Nothing’s more punk than a library

A cardboard box filled with books, pamphlets, and zines of all colours.
You won’t have to deal with pop-up ads when paging through these bad boys.  Lindsay Eyink via Wikimedia Commons

A sanctuary that promotes open access to information, and that’s just to start

As of January 2024, Canada has 642 public library systems across the country that boast 3,350 branches. The earliest free, publicly funded library in Canada was in Saint John, New Brunswick, established in 1883. Of today’s existing libraries, the Toronto Public Library is the busiest with over 2.8 million users.  

In Regina, approximately 45 per cent of residents are active borrowers from the Regina Public Library (RPL) according to a 2022 annual general report. This amounts to approximately 101,134 active library cards across the city. According to RPL, the commitment and priority of the library is “centred on its aspiration to drive social vitality and economic prosperity for the people of Regina”.  

In recent years, several movements have associated libraries with punk aspirations and subcultures, asking “what’s more punk than the public library?” in the process. Likewise, various posts on social media suggest that if someone were to pitch the idea of libraries today, they would be considered too radically socialist.  

Libraries have deep histories in broadening literacy and anti-fascism. Moreover, they have also played a critical role in distributing anti-oppressive knowledge, such as with the African-American libraries and literary societies in 19th century Jim Crow-era US.  

Libraries are and have always been a political endeavour as they are built upon the principle of open and free access to information, and community support. Punk ethics value similar open-ended access, and question dominant systems and ideals. As such, libraries today generally function on the founding principle of facilitating access to information and equipping people with literary skills, a principle that is absolutely and fabulously radical and punk.  

Moreover, modern public libraries have shifted into offering services and programming beyond reading and literacy. They offer critical warm up spaces in the winter, access to public washrooms, telephones, free Wi-Fi, and often have free programming that might include food services and beyond.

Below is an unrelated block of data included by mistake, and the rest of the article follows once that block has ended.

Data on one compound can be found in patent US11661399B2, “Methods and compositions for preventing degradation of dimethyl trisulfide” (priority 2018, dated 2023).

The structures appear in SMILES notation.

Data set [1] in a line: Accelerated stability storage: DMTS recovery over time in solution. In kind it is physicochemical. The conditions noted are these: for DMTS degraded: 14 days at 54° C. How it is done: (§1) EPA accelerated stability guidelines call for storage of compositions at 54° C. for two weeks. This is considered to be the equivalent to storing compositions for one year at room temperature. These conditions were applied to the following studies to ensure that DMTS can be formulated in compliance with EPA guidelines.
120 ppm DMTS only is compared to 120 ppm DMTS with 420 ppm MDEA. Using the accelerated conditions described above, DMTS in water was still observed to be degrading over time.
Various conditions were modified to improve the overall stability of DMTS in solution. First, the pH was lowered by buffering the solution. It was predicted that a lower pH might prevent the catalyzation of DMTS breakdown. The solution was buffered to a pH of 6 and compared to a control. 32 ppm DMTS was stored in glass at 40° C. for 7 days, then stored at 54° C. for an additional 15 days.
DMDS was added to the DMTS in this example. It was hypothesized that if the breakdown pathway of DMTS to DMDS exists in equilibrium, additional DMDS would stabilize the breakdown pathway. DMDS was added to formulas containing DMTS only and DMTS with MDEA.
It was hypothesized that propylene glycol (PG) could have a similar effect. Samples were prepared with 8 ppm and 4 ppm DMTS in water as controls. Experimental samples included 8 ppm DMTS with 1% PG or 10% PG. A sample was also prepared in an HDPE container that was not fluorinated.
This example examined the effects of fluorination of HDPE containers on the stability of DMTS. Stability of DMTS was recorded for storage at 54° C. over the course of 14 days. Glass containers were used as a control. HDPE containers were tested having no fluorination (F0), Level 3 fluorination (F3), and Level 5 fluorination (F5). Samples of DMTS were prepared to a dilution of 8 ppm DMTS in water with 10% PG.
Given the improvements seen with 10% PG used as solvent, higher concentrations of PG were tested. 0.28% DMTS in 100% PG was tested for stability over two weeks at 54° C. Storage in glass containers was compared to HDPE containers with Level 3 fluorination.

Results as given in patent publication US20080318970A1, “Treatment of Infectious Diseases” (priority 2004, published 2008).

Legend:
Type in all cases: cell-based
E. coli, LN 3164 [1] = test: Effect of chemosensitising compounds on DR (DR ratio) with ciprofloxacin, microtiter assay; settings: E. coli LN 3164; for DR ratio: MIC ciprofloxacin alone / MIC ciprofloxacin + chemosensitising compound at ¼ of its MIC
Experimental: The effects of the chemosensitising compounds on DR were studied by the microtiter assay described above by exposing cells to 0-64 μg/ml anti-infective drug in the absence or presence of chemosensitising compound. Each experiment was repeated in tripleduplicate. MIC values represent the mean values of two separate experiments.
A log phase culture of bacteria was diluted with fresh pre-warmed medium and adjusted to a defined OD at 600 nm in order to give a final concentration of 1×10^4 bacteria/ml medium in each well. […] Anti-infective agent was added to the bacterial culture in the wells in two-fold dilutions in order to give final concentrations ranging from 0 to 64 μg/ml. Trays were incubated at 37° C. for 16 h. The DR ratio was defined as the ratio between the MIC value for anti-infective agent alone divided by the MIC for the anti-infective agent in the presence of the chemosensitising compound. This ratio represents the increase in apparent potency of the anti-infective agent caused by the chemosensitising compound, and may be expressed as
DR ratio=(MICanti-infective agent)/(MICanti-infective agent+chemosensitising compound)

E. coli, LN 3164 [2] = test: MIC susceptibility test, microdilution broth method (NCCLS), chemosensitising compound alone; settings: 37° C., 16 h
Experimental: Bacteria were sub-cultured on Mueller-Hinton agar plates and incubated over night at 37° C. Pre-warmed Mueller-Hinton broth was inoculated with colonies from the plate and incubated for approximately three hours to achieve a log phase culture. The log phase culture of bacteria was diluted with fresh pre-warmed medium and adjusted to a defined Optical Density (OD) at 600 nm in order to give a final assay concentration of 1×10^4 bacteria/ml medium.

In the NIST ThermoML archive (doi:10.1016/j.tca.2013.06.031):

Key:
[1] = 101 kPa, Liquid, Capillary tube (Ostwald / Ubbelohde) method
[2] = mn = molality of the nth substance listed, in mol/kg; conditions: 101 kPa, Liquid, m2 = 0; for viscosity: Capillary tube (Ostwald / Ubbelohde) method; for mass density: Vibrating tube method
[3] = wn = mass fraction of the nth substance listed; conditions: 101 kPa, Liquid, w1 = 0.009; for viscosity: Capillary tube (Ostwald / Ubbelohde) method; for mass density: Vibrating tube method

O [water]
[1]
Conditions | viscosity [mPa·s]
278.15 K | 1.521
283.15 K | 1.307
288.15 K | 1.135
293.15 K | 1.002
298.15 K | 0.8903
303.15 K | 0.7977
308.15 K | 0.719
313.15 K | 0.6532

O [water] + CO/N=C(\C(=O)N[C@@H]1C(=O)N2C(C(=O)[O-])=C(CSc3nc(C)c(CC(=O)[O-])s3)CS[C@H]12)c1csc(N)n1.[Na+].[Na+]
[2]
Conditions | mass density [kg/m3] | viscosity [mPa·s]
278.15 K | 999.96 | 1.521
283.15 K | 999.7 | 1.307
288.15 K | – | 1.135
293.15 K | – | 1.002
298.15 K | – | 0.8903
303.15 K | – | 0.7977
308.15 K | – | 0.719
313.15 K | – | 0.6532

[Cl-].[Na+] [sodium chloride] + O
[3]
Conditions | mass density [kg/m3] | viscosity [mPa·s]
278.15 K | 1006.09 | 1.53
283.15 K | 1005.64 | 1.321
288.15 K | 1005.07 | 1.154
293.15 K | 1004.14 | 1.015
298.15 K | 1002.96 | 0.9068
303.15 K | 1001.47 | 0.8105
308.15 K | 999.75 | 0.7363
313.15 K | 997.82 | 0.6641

In 2023, Montreal libraries made headlines after proposing to hire staff to support and facilitate the non-literary needs of library patrons.  Roxann Fournier-Hoyt, a librarian in Montreal, explained how librarians have been challenged with increasing needs from community which are unrelated to literacy. She said on the topic, “even though it’s not really within our mission to do that, we’re all of the personality type that, ‘Goddammit, I’m going to help you anyway.’”   

Part of what makes libraries a potentially powerful site for addressing social inequities beyond literacy is that they are generally easily accessible and open. They exist in the communities they serve. No appointment is needed, allowing people to avoid a wall of bureaucratic hoops and paperwork.  

In 2021, the city of Drummondville, approximately 100 kilometres outside of Montreal, hired a social worker to address the changing needs of library patrons in response to what they call an “unprecedented housing crisis” compounded with exacerbated mental health challenges.  

The Drummondville library has had great success, and regularly receives calls across other municipalities within the province of Quebec with questions on how they too can begin such services.  

What is interesting here is that the punk ethics of solidarity, anti-oppression, and open access seem to be entrenched in libraries. Although entrenched, libraries are not without their contradictions and for a long time included only literature from settler colonial perspectives.  

As such, punk ideas surrounding mutual aid and ‘on the ground’ community level support might help us to reimagine what libraries are and could be. For example, what would it look like to have a library where staff are trained in harm reduction? Questions like this are captured within the sentiment that nothing is more punk than a public library.  


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